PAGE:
The following points are worth noting from the diagram:
- Continuous Tractive Effort - indicates the continuous or constant force that can be maintained indefinitely on the wheels to drive the locomotive forward. Typically Force = Power / Speed. Thus as the speed increases the force will decrease, as shown by the red curve in the graph below. For our demonstration model, 30,000lbf @ 19.5 mph.
- Maximum Tractive Effort - is the maximum force that can be applied to the wheels without causing damage to the locomotive, or exceeding its adhesion limits. This force is shown by the blue curve in the graph below. For our demonstration model, 50,000lbf.
- Maximum Speed - is the maximum design speed that the locomotive can operate at, and is shown by the green line on the graph below. For our demonstration model, 90 mph.
The section below demonstrates some of the key diesel code, and shows how these values are configured into a standard ENG file.
Load Hauling Performance
Once the parameters are determined for the ENG file, load hauling performance tests should be undertaken to confirm that the locomotive performance is within acceptable bounds for the locomotive being modelled.
Often in test reports the Traction Draw Bar Tractive Effort (Traction DBTE) is used to describe the pulling power of the locomotive. This is calculated by considering the impact of the locomotive resistance, trailing load resistance, and gross weight ratio, on the tractive effort calculated above. A detailed explantaion of how to calculate this value can be found on pg 48 of the test report in the Useful References section below. This is the amount of force that is available to overcome the resistance offered by the trailing load behind the locomotive. The graph below shows the Traction DBTE for a diesel locomotive, as well as the trailing load resistance for a 300 ton train on various different gradients.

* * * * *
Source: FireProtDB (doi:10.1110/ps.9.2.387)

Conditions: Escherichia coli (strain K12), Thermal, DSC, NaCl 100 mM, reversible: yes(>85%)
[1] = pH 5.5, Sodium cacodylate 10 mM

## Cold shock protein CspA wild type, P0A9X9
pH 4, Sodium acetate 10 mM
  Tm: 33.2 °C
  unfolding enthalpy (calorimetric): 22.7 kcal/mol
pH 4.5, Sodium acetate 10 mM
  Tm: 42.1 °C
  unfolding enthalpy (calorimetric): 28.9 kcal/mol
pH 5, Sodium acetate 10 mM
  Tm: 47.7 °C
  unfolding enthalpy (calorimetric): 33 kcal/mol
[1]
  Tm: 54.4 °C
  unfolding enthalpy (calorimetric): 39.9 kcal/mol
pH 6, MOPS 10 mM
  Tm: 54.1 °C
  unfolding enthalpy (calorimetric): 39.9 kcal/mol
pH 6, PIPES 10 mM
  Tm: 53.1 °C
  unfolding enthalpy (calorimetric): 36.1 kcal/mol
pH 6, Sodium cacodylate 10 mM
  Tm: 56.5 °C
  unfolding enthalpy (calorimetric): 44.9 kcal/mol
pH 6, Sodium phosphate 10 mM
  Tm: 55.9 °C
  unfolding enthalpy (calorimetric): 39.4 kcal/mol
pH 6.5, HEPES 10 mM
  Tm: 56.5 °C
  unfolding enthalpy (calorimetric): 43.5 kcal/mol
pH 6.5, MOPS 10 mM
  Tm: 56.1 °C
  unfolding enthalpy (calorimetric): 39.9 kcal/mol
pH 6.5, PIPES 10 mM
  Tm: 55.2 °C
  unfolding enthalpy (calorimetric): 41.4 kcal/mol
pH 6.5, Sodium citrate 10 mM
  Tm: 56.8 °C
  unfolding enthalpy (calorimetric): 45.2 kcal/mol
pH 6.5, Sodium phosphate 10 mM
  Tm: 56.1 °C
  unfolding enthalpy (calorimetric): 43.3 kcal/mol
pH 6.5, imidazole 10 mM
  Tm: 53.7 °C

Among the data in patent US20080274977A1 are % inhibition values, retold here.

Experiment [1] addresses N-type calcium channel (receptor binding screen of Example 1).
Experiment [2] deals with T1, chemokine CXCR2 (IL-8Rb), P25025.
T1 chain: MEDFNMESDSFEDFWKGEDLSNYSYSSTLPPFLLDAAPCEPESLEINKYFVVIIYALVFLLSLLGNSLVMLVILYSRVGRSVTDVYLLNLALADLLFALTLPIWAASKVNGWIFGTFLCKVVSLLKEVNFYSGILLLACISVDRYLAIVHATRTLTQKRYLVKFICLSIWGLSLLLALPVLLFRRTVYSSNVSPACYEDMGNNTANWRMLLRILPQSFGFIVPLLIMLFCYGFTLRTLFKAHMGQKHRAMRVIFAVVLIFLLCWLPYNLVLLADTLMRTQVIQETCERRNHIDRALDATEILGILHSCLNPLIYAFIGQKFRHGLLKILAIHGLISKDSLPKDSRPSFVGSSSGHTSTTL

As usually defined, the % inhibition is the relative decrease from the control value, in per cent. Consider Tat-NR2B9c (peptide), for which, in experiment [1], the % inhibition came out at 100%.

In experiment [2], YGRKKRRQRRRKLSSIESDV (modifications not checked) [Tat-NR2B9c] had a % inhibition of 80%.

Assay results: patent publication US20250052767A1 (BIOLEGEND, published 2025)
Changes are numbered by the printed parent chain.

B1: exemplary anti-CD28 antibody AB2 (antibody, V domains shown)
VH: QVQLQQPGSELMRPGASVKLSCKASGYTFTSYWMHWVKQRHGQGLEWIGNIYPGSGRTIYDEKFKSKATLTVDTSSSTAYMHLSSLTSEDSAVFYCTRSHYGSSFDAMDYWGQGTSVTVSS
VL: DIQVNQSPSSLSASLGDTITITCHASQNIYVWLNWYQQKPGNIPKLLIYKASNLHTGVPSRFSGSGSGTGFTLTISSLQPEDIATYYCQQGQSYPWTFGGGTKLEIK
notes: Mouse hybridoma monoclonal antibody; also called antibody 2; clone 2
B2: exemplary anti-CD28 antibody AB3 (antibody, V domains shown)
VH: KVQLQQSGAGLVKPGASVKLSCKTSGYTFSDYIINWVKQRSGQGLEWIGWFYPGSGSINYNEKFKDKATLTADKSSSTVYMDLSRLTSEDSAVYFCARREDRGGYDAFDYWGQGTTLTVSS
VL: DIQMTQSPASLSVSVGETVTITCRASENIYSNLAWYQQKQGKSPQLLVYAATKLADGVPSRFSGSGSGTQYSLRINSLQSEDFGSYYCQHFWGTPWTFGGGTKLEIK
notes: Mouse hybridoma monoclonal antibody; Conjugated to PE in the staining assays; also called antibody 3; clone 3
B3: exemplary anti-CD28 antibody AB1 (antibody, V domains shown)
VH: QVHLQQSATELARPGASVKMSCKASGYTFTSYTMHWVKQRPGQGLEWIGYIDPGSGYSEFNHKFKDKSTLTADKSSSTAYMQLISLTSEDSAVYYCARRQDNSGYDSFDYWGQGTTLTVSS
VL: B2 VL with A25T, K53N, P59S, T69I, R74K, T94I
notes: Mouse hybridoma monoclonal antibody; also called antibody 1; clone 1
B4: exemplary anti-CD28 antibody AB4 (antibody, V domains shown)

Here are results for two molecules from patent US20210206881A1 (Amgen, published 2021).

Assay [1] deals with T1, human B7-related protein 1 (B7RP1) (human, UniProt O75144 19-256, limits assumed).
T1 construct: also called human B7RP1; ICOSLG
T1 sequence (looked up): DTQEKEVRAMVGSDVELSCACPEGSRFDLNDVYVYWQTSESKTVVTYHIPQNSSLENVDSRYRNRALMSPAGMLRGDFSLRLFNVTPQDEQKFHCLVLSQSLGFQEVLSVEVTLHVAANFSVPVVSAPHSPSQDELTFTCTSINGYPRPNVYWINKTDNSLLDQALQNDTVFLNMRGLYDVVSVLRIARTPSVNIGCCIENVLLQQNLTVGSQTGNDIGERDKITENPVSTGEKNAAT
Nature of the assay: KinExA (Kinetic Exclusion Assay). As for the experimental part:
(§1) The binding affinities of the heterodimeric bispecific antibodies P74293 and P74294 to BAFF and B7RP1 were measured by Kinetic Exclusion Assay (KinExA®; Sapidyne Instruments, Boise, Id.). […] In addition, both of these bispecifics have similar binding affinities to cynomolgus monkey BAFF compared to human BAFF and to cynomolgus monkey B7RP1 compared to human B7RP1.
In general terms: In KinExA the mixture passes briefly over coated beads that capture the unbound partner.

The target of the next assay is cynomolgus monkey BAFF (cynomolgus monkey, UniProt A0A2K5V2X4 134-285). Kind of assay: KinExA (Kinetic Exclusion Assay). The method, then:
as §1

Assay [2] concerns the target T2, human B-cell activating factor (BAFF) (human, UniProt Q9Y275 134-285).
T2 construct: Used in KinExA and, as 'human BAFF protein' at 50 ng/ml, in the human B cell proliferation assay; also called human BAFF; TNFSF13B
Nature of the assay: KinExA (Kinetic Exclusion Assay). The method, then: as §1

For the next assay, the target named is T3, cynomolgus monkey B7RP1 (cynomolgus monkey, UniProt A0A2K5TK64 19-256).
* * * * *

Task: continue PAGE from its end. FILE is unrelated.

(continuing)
So for example, with a load of 300 ton the Traction DBTE will vary with speed as shown by the green curve. If the train is climbing a 1 in 80 gradient the trailing load resistance is shown by the red curve. The point where the two curves cross designates the "balancing speed", ie the maximum speed that the locomotive can travel when climbing a 1 in 80 grade with a 300 ton load.
Key Open Rails Parameters for Diesel Locomotives
The key parameters that impact upon the performance of a diesel locomotive are described on the following web page.
Sample Diesel Code
The code parameters shown below are those that are required to define a diesel locomotive within Open Rails. They should be set using known parameters so that the optimal accuracy of operation can be obtained.
A diesel test model with sample ENG files can be downloaded from the CTN test stock page.
When inserting values in these parameters it is recommended that you use the appropraite units of measure.
Comment ( *** General *** )
WheelRadius ( 0.5461m )
Sanding ( 25mph )
NumWheels ( 6 )
ORTSDriveWheelWeight ( 109.5t-uk )
Comment ( *** Diesel Engine *** )
Type ( Diesel )
MaxPower ( 1260kW )
MaxForce ( 222.411kN )
MaxContinuousForce ( 133.446kN )
MaxDieselLevel( 1180g-uk )
MaxVelocity ( 90mph )
MaxTemperature ( 120degF )
MaxOilPressure ( 90 )
DieselUsedPerHourAtMaxPower ( 75.2g-uk )
DieselUsedPerHourAtIdle ( 25.5g-uk )
DieselEngineIdleRPM( 450 )
DieselEngineMaxRPM( 850 )
DieselEngineMaxRPMChangeRate( 40 )
Comment ( *** Diesel Engine - Exhaust Effects *** )
DieselSmokeEffectInitialMagnitude( 1.7 )
DieselSmokeEffectMaxMagnitude( 2.2 )
DieselSmokeEffectInitialSmokeRate( 0.2 )
DieselSmokeEffectMaxSmokeRate( 10 )
Comment ( *** Electric Motor *** )
MaxCurrent ( 2600A )